Militating Democracy: Comparative Constitutional Perspectives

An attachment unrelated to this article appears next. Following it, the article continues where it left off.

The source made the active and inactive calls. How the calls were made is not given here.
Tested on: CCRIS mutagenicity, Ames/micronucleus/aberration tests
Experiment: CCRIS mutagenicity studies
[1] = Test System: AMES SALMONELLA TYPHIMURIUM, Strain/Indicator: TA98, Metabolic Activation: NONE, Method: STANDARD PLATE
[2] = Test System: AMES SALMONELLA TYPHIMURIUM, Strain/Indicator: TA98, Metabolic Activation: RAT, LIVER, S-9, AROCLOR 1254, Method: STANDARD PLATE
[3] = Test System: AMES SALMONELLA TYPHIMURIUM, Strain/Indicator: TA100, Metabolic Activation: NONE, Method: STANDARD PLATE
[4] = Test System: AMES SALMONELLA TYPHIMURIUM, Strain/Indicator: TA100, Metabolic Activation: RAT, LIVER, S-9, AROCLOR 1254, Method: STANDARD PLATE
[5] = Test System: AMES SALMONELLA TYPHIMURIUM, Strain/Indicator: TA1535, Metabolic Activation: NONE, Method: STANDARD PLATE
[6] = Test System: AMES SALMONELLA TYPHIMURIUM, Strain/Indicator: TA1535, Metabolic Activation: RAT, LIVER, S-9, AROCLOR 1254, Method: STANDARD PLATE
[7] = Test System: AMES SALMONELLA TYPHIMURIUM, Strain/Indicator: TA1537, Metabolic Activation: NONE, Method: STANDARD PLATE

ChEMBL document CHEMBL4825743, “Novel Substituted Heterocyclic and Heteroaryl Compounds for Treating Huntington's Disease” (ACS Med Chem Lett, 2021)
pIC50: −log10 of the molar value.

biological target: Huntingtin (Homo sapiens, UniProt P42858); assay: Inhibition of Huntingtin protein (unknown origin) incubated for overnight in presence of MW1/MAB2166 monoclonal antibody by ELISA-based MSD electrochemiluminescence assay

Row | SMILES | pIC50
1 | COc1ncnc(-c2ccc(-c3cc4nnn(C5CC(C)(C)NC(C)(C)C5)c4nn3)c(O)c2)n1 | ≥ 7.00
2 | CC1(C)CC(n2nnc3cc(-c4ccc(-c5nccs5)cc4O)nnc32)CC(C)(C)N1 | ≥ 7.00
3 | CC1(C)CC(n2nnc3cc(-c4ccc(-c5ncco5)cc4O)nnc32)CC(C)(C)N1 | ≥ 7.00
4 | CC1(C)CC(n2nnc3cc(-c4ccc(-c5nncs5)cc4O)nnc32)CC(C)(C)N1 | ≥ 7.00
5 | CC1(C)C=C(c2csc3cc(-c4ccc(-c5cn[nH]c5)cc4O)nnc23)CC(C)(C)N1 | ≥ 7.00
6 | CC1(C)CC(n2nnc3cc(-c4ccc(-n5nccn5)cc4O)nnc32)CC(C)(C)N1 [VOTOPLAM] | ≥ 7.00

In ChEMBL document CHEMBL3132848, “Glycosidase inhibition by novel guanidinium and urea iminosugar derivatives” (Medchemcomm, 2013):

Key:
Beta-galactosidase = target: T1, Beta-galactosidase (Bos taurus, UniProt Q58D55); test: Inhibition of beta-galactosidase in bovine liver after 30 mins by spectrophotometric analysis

Can constitutional review by judges save democracy? This Article identifies and discusses the rise of “militant constitutional democracy” by exploring diverse approaches to the role of constitutional and transnational judicial review in rights protection and the challenges that these approaches present to the workings of democracy, the possibilities of compromise, consensus, and conciliation in political life, and the challenge to other constitutional values as well. “Militant constitutional democracy” ought to be understood as belonging to transitional constitutionalism, associated with periods of political transformation that often demand closer judicial vigilance in the presence of fledgling and often fragile democratic institutions; it may not be appropriate for mature liberal democracies. As more robust institutions emerge, a more liberal form of constitutionalism may be apposite, which could offer a more pluralist approach to the tolerance even of illiberal practices, so long as these are understood as private, and not capturing of the State. Finally, the critical divide that may well illuminate comparative approaches to this area may devolve less on differing views of the value of the protection of individual expression or association and more on the differing approaches to the regulation and ergo conceptualization of the public sphere and its relation to the State.